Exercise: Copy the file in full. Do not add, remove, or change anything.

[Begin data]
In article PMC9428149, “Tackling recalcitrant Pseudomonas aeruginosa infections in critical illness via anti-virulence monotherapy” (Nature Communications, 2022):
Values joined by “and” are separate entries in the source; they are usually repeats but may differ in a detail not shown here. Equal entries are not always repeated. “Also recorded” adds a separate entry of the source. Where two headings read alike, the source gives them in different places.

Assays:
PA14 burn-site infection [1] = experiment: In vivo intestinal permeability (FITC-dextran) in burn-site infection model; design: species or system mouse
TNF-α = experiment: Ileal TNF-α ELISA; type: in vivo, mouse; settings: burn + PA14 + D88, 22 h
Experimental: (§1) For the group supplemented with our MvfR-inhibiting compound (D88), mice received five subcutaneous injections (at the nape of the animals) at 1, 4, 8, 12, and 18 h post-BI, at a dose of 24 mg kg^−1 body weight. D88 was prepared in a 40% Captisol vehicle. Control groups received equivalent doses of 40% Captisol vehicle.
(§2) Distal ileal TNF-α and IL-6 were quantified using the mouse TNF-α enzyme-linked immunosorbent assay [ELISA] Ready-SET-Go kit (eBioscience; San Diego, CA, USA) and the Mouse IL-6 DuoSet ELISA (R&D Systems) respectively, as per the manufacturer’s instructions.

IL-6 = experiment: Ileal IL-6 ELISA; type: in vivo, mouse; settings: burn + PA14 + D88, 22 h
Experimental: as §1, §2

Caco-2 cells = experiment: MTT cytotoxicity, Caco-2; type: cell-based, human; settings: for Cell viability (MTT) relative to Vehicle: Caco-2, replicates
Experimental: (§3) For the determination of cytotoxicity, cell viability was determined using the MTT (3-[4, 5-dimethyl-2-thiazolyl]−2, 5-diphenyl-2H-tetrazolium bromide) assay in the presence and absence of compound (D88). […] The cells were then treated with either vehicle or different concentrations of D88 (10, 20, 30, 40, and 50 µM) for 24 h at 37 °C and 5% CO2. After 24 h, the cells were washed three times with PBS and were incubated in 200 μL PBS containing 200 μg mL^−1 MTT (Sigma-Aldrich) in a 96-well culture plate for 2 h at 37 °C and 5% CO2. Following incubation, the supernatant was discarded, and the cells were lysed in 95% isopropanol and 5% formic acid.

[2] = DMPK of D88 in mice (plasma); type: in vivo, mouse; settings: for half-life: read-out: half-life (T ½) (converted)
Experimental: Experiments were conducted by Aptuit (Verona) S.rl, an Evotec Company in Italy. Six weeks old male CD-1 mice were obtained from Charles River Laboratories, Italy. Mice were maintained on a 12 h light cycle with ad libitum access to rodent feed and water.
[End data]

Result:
In article PMC9428149, “Tackling recalcitrant Pseudomonas aeruginosa infections in critical illness via anti-virulence monotherapy” (Nature Communications, 2022):
Values joined by “and” are separate entries in the source; they are usually repeats but may differ in a detail not shown here. Equal entries are not always repeated. “Also recorded” adds a separate entry of the source. Where two headings read alike, the source gives them in different places.

Assays:
PA14 burn-site infection [1] = experiment: In vivo intestinal permeability (FITC-dextran) in burn-site infection model; design: species or system mouse
TNF-α = experiment: Ileal TNF-α ELISA; type: in vivo, mouse; settings: burn + PA14 + D88, 22 h
Experimental: (§1) For the group supplemented with our MvfR-inhibiting compound (D88), mice received five subcutaneous injections (at the nape of the animals) at 1, 4, 8, 12, and 18 h post-BI, at a dose of 24 mg kg^−1 body weight. D88 was prepared in a 40% Captisol vehicle. Control groups received equivalent doses of 40% Captisol vehicle.
(§2) Distal ileal TNF-α and IL-6 were quantified using the mouse TNF-α enzyme-linked immunosorbent assay [ELISA] Ready-SET-Go kit (eBioscience; San Diego, CA, USA) and the Mouse IL-6 DuoSet ELISA (R&D Systems) respectively, as per the manufacturer’s instructions.

IL-6 = experiment: Ileal IL-6 ELISA; type: in vivo, mouse; settings: burn + PA14 + D88, 22 h
Experimental: as §1, §2

Caco-2 cells = experiment: MTT cytotoxicity, Caco-2; type: cell-based, human; settings: for Cell viability (MTT) relative to Vehicle: Caco-2, replicates
Experimental: (§3) For the determination of cytotoxicity, cell viability was determined using the MTT (3-[4, 5-dimethyl-2-thiazolyl]−2, 5-diphenyl-2H-tetrazolium bromide) assay in the presence and absence of compound (D88). […] The cells were then treated with either vehicle or different concentrations of D88 (10, 20, 30, 40, and 50 µM) for 24 h at 37 °C and 5% CO2. After 24 h, the cells were washed three times with PBS and were incubated in 200 μL PBS containing 200 μg mL^−1 MTT (Sigma-Aldrich) in a 96-well culture plate for 2 h at 37 °C and 5% CO2. Following incubation, the supernatant was discarded, and the cells were lysed in 95% isopropanol and 5% formic acid.

[2] = DMPK of D88 in mice (plasma); type: in vivo, mouse; settings: for half-life: read-out: half-life (T ½) (converted)
Experimental: Experiments were conducted by Aptuit (Verona) S.rl, an Evotec Company in Italy. Six weeks old male CD-1 mice were obtained from Charles River Laboratories, Italy. Mice were maintained on a 12 h light cycle with ad libitum access to rodent feed and water.